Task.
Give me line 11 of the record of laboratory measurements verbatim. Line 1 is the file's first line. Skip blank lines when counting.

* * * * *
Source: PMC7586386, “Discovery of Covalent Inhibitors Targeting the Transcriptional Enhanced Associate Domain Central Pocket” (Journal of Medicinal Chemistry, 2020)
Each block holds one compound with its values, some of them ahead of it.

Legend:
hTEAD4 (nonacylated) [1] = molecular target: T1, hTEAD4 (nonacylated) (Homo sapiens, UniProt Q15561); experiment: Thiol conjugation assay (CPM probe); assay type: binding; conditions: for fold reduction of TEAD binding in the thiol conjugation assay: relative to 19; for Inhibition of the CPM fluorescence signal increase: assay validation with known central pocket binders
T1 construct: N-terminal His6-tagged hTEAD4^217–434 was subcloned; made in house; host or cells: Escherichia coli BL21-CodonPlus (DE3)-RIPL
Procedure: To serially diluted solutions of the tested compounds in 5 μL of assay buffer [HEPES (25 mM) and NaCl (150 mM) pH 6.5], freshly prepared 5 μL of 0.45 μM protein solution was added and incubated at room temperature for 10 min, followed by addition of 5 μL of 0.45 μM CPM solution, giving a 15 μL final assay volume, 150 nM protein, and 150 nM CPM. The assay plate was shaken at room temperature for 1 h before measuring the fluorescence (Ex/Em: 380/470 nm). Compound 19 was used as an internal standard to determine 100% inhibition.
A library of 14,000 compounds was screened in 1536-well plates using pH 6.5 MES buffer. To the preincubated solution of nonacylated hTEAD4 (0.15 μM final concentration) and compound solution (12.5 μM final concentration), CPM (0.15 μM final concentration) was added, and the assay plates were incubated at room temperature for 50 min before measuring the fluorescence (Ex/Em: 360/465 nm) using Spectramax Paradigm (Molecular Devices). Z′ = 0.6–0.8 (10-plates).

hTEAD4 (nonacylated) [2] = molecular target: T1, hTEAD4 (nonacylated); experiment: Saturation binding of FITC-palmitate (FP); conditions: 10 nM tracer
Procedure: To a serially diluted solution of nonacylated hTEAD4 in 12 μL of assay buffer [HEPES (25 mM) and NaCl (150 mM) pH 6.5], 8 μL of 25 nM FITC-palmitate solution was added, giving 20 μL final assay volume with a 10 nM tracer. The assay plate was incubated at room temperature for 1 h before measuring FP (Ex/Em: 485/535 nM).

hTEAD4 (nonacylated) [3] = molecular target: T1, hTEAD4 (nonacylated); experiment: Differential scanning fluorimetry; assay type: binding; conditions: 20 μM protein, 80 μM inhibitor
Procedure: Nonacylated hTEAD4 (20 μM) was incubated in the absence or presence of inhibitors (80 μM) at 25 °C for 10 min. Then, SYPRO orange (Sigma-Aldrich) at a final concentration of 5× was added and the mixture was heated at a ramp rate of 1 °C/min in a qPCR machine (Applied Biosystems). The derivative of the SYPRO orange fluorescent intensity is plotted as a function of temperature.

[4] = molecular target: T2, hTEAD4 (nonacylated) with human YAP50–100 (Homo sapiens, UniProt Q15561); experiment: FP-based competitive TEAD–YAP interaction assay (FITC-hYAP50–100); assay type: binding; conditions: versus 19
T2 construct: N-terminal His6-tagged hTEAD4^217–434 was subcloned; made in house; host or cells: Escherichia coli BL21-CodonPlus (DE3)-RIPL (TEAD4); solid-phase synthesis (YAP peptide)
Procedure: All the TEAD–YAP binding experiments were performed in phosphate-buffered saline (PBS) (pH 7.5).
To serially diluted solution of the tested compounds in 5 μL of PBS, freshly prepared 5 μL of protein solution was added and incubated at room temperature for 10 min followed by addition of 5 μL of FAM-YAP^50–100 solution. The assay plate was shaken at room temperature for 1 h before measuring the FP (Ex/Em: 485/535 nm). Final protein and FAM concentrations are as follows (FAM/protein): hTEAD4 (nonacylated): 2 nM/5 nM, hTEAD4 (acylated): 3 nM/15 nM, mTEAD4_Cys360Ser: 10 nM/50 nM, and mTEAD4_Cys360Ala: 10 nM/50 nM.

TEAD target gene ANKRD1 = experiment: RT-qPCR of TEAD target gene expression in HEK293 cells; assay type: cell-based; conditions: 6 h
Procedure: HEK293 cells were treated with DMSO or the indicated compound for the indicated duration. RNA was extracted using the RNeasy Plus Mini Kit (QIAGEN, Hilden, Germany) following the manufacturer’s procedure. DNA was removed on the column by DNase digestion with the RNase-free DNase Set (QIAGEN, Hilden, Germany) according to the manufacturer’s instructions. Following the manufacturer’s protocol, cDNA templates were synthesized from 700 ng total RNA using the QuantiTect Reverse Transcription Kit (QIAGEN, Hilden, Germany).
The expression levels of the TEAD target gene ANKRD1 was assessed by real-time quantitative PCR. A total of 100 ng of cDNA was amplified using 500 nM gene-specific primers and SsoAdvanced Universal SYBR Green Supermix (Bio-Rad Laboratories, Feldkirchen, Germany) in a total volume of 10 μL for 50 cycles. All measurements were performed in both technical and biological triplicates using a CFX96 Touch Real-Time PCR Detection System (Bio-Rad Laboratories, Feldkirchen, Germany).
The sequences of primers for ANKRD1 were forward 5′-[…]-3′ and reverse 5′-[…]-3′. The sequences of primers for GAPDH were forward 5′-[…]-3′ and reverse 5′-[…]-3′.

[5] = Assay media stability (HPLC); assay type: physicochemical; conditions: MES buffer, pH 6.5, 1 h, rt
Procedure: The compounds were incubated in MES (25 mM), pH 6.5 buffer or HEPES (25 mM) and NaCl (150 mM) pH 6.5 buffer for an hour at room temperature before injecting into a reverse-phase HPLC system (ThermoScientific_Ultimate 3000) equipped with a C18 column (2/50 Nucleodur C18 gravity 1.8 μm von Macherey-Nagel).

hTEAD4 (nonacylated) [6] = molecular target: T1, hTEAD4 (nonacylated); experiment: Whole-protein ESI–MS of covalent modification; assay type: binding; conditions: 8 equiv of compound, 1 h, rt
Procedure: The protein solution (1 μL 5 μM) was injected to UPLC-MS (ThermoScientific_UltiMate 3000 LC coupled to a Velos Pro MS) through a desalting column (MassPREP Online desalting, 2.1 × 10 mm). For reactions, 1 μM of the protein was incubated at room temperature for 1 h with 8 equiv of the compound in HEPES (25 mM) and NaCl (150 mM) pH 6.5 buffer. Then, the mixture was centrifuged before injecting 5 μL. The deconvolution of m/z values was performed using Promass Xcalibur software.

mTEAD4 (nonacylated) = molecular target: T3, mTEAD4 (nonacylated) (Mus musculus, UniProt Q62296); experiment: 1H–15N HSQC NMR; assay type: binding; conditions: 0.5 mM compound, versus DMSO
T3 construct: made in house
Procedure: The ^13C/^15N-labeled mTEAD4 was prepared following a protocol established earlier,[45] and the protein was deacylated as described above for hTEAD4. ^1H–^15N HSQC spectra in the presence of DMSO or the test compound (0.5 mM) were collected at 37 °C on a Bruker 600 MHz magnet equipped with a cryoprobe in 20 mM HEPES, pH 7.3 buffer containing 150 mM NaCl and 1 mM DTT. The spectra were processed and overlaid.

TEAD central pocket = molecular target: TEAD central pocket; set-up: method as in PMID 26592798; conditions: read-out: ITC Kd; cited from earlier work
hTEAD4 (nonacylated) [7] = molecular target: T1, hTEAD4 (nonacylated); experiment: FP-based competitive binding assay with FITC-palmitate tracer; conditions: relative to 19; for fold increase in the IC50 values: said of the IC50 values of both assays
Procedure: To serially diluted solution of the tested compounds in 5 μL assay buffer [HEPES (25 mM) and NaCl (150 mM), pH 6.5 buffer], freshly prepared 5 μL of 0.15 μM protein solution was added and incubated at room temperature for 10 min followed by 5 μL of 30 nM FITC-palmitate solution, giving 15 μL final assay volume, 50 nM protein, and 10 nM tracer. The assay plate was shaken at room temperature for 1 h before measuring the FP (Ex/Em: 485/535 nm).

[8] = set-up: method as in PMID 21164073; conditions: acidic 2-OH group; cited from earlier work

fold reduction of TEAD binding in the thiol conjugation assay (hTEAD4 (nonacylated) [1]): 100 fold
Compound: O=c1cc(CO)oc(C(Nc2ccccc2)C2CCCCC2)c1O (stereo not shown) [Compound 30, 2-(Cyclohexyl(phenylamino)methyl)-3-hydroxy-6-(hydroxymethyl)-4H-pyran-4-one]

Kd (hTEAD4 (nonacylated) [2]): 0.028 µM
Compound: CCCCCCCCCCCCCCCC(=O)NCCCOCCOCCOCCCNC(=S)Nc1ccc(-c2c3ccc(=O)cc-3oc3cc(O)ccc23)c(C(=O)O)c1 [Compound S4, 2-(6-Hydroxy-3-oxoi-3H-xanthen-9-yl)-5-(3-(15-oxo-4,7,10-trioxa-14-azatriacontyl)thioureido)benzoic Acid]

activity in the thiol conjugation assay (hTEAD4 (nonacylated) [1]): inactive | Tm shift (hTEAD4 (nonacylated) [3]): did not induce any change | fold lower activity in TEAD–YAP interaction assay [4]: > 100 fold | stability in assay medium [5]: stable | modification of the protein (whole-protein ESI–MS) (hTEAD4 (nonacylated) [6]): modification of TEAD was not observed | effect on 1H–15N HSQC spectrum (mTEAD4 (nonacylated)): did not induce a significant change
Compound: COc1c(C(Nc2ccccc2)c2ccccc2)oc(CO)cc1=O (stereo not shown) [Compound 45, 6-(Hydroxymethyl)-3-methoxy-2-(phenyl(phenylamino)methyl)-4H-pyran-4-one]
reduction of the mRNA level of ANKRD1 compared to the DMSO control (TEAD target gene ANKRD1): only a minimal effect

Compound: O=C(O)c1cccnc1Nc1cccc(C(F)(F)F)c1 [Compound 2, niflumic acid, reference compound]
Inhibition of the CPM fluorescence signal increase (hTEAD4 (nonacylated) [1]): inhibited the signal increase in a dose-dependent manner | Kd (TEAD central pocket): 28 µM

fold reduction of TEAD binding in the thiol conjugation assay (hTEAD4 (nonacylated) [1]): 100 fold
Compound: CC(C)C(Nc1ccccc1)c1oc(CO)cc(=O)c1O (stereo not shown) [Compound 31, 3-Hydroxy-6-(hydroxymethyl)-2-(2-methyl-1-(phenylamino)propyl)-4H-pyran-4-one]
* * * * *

Procedure: Nonacylated hTEAD4 (20 μM) was incubated in the absence or presence of inhibitors (80 μM) at 25 °C for 10 min. Then, SYPRO orange (Sigma-Aldrich) at a final concentration of 5× was added and the mixture was heated at a ramp rate of 1 °C/min in a qPCR machine (Applied Biosystems). The derivative of the SYPRO orange fluorescent intensity is plotted as a function of temperature.